Krisztian Bocsi | Bloomberg | Getty Images

Russian energy minister Nikolai Shulginov said the country will ship more oil to Asia in response to price caps on its oil exports, Reuters reported.

“Any actions to impose a price cap will lead to deficit on (initiating countries’) own markets and will increase price volatility,” he told reporters at the Eastern Economic Forum in Vladivostok, according to Reuters.

Last week, the G-7 economic powers agreed to cap the price of Russian crude to punish Moscow for its unprovoked invasion of Ukraine. Before the invasion, Russia exported approximately half of its crude and petroleum product exports to Europe, according to the International Energy Agency.

— Natalie Tham

CNBC Pro: Forget the volatility. Buy this ETF for a long term growth story, analyst says

Buy this tech ETF to play a long-term growth story, says portfolio manager

Investors should navigate the ongoing market volatility by getting into ETFs with a long-term growth story, according to one portfolio manager.

“The idea of owning ETF instead of one specific player — you have the whole basket and ride the wave of more capital investment into the cyberspace,” John Petrides, portfolio manager at Tocqueville Asset Management, told CNBC.

He names his favorite cyber security ETF, along with two others.

CNBC Pro subscribers can read more here.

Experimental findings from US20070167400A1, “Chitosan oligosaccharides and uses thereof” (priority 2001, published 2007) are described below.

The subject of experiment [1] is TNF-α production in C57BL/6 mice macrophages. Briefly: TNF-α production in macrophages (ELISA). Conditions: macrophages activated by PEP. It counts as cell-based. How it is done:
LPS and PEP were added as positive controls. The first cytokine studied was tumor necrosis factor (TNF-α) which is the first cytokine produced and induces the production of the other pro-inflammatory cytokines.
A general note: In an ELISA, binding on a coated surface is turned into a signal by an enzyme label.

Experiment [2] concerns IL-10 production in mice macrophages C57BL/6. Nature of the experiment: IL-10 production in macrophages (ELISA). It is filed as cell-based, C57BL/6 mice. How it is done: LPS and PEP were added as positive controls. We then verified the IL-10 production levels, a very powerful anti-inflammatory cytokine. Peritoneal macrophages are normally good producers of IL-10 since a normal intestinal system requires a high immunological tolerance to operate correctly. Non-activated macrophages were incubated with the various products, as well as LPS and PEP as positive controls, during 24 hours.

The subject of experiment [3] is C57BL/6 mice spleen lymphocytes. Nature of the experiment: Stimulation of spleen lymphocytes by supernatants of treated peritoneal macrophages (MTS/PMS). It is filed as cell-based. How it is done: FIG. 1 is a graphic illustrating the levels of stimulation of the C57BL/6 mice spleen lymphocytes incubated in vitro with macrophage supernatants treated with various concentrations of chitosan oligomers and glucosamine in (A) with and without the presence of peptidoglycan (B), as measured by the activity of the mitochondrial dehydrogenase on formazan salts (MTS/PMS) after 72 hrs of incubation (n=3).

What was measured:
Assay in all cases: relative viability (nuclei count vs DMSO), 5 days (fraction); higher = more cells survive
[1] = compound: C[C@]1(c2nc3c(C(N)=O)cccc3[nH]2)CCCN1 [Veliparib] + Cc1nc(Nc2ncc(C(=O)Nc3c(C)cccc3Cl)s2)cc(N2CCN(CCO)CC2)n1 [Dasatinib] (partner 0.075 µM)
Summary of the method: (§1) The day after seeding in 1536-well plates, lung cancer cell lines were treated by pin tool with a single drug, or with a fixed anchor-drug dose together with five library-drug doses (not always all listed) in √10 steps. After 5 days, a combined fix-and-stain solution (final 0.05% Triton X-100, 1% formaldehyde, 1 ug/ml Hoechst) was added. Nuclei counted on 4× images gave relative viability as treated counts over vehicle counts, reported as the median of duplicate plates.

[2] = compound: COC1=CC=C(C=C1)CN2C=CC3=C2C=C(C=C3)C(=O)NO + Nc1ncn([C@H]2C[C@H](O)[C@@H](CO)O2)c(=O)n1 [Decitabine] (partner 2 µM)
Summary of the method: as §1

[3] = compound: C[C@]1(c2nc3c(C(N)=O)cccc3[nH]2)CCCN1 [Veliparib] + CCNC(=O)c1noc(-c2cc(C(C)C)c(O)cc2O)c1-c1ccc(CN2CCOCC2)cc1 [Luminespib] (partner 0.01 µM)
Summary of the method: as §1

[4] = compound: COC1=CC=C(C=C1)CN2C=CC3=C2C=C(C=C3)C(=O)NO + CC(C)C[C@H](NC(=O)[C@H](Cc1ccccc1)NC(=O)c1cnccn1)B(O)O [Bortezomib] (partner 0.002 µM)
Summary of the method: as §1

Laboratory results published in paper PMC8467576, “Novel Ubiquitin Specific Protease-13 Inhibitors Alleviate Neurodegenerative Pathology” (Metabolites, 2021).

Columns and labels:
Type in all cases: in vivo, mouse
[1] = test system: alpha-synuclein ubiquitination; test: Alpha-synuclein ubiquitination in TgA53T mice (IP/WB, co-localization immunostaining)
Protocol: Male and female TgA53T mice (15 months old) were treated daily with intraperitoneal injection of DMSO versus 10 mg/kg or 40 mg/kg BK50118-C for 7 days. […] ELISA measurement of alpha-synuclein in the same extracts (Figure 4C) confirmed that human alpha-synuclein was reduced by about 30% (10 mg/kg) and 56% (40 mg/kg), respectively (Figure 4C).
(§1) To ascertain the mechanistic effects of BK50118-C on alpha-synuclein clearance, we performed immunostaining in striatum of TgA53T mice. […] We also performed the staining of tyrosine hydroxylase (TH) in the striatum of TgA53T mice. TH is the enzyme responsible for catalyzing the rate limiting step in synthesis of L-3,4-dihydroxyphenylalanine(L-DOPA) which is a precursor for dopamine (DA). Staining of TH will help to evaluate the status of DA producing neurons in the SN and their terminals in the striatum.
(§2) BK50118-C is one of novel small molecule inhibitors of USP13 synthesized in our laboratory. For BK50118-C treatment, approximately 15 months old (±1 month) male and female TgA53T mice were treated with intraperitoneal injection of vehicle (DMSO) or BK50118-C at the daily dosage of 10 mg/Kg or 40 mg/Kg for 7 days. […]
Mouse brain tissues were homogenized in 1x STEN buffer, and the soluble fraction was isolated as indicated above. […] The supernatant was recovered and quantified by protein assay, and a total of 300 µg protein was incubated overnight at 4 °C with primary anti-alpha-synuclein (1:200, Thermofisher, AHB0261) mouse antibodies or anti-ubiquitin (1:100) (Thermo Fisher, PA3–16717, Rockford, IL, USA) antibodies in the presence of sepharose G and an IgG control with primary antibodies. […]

— Weizhen Tan

CNBC Pro: Hold cash as it’s beating the market, say the pros

Strategists are urging investors to allocate more of their portfolios to cash during these volatile times, as interest rate hikes mean it’s now offering higher yields.

“Cash was king” last month, Bank of America said in a Sept. 1 note, as most asset classes — such as stocks, bonds and even commodities — posted losses.

Here’s how to add it to your portfolios, according to the pros.

CNBC Pro subscribers can read more here.

— Weizhen Tan

Where the major averages stand to start the week

Last week’s sell-off saw the major averages post their third straight week of losses. All 11 S&P 500 sectors ending the week negative, led to the downside by materials, which fell nearly 5%.

Here’s how the major averages fared:

  • The Dow Industrial Average fell 1.1% on Friday. The 30-stock index closed roughly 3% lower for the week and finished more than 15% off its 52-week high.
  • The S&P 500 fell 1.1% on Friday and 3.29% for the week. The benchmark index hit its lowest close since July and closed more than 18% off its 52-week highs.